As all-stars in the eyewear game, it makes for no surprise that Larry Leight (who founded Oliver Peoples back in 1986) and his son Garrett Leight (who founded his namesake line Garrett Leight California Optical, or GLCO, in 2010) find it easy to work together. Having both of their work worn by the likes of A-list clientele such as Elton John, Christy Turlington to Leonardo DiCaprio, Brad Pitt, and even Jeff Bezos, the boys of the Leight eyewear dynasty having been bridging generations of eyewear trends and craftsmanship since their coming together in 2017 when GLCO launched the Mr. Leight line, and it’s been quite a ride since then.
Establishing style DNAs that are collaborative yet respective of each of their creative offerings, both Garrett and Larry have been able to join forces and bring their shared passion for eyewear to a wider audience range, proving how their family’s bond and shared passion is a united front.
Ahead of Father’s Day, the father-son duo chatted with VMAN.com about connectivity and bonding through design.
VMAN: With both brands Garrett Leight and Mr. Leight, in which both have an aesthetic that is known for its luxurious feel and aspirational lifestyle appeal, can you talk about how you were both able to merge your individual, creative visions into cohesive brand identities?
Garrett Leight: In terms of merging our vision, it’s quite simple in that we bring different things to the table. My father has always been a passionate designer, and in my opinion, the best to ever to do it. So, I follow his lead and will let him speak to the collection inspiration. We always try to lead with great products first.
Larry Leight: I was inspired by the audience and the DNA of the Garrett Leight brand that Garrett and his team built in 2009. I came in to join Garrett’s company when he came to me about an idea to start the Mr. Leight brand. For me, the idea of being able to just focus on eyewear design that would appeal to his audience and diversity in design that would expand his target audience was a perfect marriage. I could focus 100% on what I love the most—designing.
VM: It’s clear that you both have a deep passion for eyewear. How has this shared passion influenced your business strategy, and what do you think sets your brand apart from other eyewear companies?
GL: We have a long history in this industry of excellence. We’ve forged relationships with the eyewear community since 1986 and we’ve continued to deliver them a great product and great experience consistently. Every year we visit tradeshows and the best stores as well as our factories, so it’s proof of how much we care. We are constantly trying to learn and observe the needs of the optical market and I think the community sees and respects that.
VM: Working with a family member can be challenging, but also rewarding. How do you balance your personal relationship with your professional responsibilities as generational leaders in this niche industry, and what strengths do you each bring to the partnership?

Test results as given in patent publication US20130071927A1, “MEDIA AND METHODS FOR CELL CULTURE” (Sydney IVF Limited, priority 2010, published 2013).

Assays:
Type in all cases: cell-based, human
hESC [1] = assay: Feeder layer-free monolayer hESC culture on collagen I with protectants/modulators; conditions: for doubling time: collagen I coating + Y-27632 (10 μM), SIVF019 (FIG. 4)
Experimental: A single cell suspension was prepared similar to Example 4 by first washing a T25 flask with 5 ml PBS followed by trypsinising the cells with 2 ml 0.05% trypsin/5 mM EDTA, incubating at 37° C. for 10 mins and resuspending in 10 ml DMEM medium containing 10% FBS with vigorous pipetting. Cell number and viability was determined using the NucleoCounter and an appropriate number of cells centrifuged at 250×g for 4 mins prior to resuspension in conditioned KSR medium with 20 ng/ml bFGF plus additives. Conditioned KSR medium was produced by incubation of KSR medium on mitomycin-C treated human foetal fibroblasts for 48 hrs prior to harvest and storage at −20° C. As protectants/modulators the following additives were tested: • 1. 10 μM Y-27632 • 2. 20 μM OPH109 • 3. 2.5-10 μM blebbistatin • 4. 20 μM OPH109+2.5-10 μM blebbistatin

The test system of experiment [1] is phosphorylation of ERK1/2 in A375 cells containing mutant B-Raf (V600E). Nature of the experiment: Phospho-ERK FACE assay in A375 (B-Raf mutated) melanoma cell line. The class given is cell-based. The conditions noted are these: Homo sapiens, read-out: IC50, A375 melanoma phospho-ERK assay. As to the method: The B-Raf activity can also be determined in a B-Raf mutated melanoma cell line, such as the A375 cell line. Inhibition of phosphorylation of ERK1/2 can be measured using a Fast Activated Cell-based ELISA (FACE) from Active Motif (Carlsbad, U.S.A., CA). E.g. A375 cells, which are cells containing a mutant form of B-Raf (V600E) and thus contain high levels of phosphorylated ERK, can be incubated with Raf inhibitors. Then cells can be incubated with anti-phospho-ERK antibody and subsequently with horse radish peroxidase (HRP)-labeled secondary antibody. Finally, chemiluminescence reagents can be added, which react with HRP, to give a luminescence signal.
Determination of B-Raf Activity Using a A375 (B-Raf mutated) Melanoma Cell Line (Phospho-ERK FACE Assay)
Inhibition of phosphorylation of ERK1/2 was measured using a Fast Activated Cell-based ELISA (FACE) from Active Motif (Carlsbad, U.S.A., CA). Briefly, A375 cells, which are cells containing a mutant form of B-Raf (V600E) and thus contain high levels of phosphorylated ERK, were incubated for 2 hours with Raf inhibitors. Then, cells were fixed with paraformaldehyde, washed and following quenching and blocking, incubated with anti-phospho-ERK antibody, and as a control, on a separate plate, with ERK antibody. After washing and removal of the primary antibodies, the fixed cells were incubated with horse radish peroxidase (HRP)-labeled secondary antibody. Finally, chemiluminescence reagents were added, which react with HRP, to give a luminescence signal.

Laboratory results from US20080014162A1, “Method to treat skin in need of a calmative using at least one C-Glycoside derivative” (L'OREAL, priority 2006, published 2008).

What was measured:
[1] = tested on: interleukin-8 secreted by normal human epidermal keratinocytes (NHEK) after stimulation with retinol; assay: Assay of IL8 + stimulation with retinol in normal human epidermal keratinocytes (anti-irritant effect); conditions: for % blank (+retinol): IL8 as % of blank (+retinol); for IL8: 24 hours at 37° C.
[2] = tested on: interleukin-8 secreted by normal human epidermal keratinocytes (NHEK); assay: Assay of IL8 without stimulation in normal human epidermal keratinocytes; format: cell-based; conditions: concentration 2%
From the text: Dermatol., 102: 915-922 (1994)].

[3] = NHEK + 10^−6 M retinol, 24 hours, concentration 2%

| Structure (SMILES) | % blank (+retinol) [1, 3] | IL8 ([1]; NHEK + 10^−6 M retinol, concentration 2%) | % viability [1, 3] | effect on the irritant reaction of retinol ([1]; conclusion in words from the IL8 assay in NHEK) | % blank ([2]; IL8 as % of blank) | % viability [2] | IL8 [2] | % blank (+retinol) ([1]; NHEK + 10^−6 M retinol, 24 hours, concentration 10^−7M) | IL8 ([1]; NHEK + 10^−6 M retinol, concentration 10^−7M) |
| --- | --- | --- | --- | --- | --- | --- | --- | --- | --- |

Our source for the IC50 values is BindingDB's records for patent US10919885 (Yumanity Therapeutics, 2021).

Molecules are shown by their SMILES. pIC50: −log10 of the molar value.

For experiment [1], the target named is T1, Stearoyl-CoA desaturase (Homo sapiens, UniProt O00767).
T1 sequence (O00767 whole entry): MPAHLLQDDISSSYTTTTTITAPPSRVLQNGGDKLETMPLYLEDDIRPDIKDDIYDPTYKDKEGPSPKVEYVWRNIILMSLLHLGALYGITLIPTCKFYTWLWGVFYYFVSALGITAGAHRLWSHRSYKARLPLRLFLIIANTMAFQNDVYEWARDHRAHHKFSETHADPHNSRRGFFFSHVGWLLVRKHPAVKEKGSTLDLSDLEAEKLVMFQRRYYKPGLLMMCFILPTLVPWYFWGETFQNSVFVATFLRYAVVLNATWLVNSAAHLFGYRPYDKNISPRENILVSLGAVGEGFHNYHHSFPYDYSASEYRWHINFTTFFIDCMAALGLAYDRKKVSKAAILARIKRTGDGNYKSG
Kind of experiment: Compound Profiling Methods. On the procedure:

GL: Since I started the business in 2009 I’ve really come to know every detail within the inner workings of this company. I hired all the people, I partnered with all the distributors and sales reps, built relationships with all the factories and best accounts. We both excel at branding so we kind of share that responsibility, and my father is the true genius behind eyewear design. Of course, I am constantly giving my input and feedback, but I view myself more as a merchant who is in the field observing the market, and my dad is a true designer, but he is also a great merchant. So there is some crossover, but it seems to work great that we both focus on the areas of our greatest strengths.
LL: As Garrett said we both do different things, we are lucky to have the full circle of success between us. We complement each other’s expertise and feed off each other.
VM: Garrett, could you share a bit about how your father’s work with eyewear design has influenced your individual aesthetic approach as a designer?
GL: I honestly don’t really consider myself a designer. Since he came on board in 2018, I’ve really just enjoyed the experience of seeing him in action every season. Before his time, I did a great job of building some classic styles that will remain with our collection forever, and those shapes were inspired by the need in the market for thin acetate. I found some great vintage frames, some of which were from early Oliver Peoples collections, and I reinvented them in a new way. But I really leave a lot of the designing up to my dad.
VM: Larry, what would you say is distinctive about your individual design style, and how has it evolved over your years in the eyewear industry? Has working with your son impacted your approach to your work?
LL: First, I am inspired by Garrett’s work and his audience. As a designer, it’s a challenge that I love to have to come up with designs that inspire his audience. At the same time, I bring a slightly more mature audience with Mr. Leight, yet I always design eyewear that is appealing to all ages of people who are conscious of their appearance and their personality. We know our audience and our goal is to know what they want and expect next. We are forward thinkers who get bored easily and thrive when we are challenged to continue to be one step ahead in our thinking while being authentic. We create inspirational and classic eyewear in a quiet luxurious way and we are really good at it because of our combined experience and awareness–we always pay attention every hour of every day.